The American Bus Association (ABA) estimates that the U.S. motorcoach industry will experience an economic loss of $11 billion due to the CCP virus crisis, as a 71 percent annual decline in business hammers what the ABA says is the most economic and most environmentally responsible form of inter-city travel in the United States.
According to ABA President & CEO Peter Pantuso, the U.S. motorcoach industry is also a critical strategic asset that the country can not afford to see fail, with the industry providing just under 600 million passenger trips per year, or slightly less than U.S. commercial airlines.
If the industry is not supported by $5 billion in loans and $10 billion in direct grants, Pantuso says, up to 35 percent of operators could go out of business, noting the industry was not included in the CARES Act recently passed by Congress to help businesses stay afloat.
“We are asking Congress and the Administration to correct its mistake when it left our industry out of the Coronavirus Aid, Relief, and Economic Security (CARES) Act while they were helping other transportation sectors like the airlines, Amtrak and public transit,” he said.
“In many parts of the U.S., motorcoaches are the only means of intercity transportation,” said Pantuso told The Epoch Times in an email. He said that bus companies serve workers and communities in every part of the country, including commutes in urban environments and across business campuses, as well as transporting miners, oilfield workers, and other specialized employees.
“We move the military when doing base-to-base moves, as well as taking them to airfields and picking them up after deployments,” he said. “We move citizens out of harm’s way during hurricanes, wildfires, and other natural disasters, and we drive tourism for student groups, church groups, families, and travel groups.”
CCP Virus Hammers Coach Industry
At a House of Congress Transportation and Infrastructure Committee hearing titled, “On the Front Lines: The Impacts of COVID-19 on Transportation Workers” on June 9, Rep. John Katko (R-N.Y.) raised the issue of assisting the motorcoach industry.
“Despite playing a critical role in our nations transportation system and facing massive service disruptions and layoffs, Congress has yet to provide substantive assistance to motorcoach carriers in response to COVID-19,” Katko said. of the important role these carriers play in facilitating U.S. passenger travel, including in conjunction with air and rail services.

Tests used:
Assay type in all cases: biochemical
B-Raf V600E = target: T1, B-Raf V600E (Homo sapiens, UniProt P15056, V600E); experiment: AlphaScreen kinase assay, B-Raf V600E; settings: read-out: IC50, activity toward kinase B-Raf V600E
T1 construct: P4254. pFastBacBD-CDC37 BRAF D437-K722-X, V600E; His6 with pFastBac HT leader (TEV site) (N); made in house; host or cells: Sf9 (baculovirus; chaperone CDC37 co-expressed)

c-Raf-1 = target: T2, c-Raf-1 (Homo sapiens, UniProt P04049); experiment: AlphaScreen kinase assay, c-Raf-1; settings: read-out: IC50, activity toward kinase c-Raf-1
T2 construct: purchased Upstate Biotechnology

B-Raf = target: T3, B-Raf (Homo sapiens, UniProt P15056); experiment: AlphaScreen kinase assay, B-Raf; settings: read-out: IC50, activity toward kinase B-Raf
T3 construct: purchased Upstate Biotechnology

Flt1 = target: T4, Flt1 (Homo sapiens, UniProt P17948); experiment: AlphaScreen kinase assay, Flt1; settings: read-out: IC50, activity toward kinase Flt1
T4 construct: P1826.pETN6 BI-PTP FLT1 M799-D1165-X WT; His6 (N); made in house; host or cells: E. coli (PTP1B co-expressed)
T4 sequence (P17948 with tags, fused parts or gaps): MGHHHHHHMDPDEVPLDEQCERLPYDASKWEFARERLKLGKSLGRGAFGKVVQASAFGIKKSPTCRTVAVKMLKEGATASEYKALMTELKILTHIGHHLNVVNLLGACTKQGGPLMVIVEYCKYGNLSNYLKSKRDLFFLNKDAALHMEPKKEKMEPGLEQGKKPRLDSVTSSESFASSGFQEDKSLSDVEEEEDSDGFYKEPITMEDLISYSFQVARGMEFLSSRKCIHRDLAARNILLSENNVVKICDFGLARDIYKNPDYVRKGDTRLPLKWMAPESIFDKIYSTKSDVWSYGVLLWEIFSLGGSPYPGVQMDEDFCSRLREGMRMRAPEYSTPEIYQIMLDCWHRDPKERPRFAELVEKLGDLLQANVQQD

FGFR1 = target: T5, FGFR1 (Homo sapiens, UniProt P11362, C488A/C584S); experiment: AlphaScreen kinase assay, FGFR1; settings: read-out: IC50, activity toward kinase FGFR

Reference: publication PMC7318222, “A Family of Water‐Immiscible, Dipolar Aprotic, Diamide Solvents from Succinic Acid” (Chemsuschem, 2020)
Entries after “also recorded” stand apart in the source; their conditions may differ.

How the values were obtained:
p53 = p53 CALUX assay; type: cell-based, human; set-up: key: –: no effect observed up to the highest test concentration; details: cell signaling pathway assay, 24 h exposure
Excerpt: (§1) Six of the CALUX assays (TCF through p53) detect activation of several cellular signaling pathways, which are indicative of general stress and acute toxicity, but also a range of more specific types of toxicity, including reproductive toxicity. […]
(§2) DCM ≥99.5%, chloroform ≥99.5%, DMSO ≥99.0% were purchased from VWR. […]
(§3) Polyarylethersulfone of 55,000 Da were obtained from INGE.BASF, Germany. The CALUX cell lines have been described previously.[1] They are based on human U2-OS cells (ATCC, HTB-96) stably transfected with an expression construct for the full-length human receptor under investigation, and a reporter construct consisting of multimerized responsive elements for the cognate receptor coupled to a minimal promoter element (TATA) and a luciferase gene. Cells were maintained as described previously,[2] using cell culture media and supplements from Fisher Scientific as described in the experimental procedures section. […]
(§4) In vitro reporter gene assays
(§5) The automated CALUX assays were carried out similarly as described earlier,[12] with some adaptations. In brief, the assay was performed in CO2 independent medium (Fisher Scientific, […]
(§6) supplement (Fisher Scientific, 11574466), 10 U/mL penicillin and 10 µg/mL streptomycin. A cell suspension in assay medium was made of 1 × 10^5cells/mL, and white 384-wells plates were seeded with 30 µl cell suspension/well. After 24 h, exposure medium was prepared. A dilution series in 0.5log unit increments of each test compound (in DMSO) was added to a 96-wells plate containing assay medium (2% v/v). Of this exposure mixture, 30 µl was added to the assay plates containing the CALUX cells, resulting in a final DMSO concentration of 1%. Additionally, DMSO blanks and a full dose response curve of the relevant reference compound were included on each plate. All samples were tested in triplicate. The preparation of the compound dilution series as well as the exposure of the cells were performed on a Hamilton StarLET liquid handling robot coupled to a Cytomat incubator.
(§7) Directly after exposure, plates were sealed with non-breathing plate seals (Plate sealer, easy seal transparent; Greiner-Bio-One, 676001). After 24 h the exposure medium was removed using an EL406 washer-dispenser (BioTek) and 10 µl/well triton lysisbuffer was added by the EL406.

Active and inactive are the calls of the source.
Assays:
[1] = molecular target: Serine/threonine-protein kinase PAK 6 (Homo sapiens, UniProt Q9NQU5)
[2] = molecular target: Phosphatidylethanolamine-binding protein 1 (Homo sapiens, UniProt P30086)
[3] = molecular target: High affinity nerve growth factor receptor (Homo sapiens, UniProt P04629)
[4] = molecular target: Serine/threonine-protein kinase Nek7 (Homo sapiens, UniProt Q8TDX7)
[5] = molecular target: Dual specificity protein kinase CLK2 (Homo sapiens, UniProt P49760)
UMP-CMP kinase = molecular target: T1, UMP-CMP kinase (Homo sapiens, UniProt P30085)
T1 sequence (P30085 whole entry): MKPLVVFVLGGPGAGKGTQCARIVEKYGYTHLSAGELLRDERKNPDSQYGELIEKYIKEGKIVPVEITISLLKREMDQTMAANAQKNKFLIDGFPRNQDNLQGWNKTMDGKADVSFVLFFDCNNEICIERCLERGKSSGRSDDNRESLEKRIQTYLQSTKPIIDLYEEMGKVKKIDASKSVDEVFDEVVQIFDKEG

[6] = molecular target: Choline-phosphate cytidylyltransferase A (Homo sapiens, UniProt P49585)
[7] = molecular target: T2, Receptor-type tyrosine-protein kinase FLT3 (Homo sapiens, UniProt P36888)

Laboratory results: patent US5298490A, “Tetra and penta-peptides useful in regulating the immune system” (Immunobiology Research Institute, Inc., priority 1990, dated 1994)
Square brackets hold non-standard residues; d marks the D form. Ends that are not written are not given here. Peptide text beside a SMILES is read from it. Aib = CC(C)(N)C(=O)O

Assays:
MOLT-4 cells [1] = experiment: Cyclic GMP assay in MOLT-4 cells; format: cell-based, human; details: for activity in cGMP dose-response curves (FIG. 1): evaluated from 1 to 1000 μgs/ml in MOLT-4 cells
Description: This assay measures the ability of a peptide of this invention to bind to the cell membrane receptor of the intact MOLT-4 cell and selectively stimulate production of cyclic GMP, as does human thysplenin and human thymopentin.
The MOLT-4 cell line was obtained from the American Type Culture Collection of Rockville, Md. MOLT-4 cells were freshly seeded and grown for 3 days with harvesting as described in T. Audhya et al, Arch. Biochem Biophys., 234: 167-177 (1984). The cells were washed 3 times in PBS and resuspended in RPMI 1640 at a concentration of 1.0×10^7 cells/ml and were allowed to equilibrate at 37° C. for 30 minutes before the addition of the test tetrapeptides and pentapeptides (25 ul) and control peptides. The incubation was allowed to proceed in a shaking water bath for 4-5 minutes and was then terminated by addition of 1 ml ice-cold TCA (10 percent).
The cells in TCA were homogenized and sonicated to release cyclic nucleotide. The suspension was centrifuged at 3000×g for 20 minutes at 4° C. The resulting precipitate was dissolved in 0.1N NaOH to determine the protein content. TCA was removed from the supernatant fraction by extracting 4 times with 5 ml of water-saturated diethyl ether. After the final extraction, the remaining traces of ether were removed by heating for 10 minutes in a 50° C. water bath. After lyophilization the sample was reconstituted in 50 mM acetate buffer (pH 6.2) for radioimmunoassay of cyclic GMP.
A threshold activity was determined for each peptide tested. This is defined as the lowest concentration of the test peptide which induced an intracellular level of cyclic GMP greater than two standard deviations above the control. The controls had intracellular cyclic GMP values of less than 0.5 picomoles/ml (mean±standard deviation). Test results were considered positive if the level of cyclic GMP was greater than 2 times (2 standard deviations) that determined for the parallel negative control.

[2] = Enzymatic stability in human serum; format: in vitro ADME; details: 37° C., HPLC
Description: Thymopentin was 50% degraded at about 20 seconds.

According to the ABA, the strong negative impact on the industry is a direct result of the CCP (Chinese Communist Party) virus outbreak. The organization says that the vast majority of trade shows and conferences are now canceled, while leisure and business travel has been significantly reduced, and spring and summer group travel virtually erased.
New York-based data analysts John Dunham & Associates (JDA) says the motorcoach industry in the United States provides almost 89,000 well-paid jobs and generates over $15 billion in revenue.
“Based on reports from motorcoach companies,” said JDA in a memorandum, “between 80 and 95 percent of motorcoach trips have been cancelled or are simply not being booked due to the pandemic, and most of these trips will not be rebooked in 2020.” While other businesses can now slowly reopen and recover, bus companies are remaining closed.
JDA’s calculations show that due to the current economic crisis, $10.9 billion in sales will be lost and 62,800 employees will be out of work.
Pantuso said that before the CCP virus pandemic hit the United States, the motorcoach industry was generating $237 billion in transportation, travel, and tourism revenue, and moving nearly 600 million passengers annually—or almost as many trips as domestic airlines make per year. When the pandemic struck, however, this industry came to a standstill.
“Three thousand mainly small, family operator businesses had to park nearly 36,000 motorcoaches around the country,” said Pantuso. While some are moving today, he says it will not be enough to bring back the tens of thousands of workers that have lost their jobs.
“If this industry does not receive government assistance immediately, I can’t say how much of it will be left when Americans need access to economical and reliable transportation for work or for leisure, or are in need of emergency evacuation services as a result of natural disasters,” said Pantuso. “As the economy tries to right itself, it is buses who will bring people to destinations, hotels, events, and other locations that are also seeking to recover.”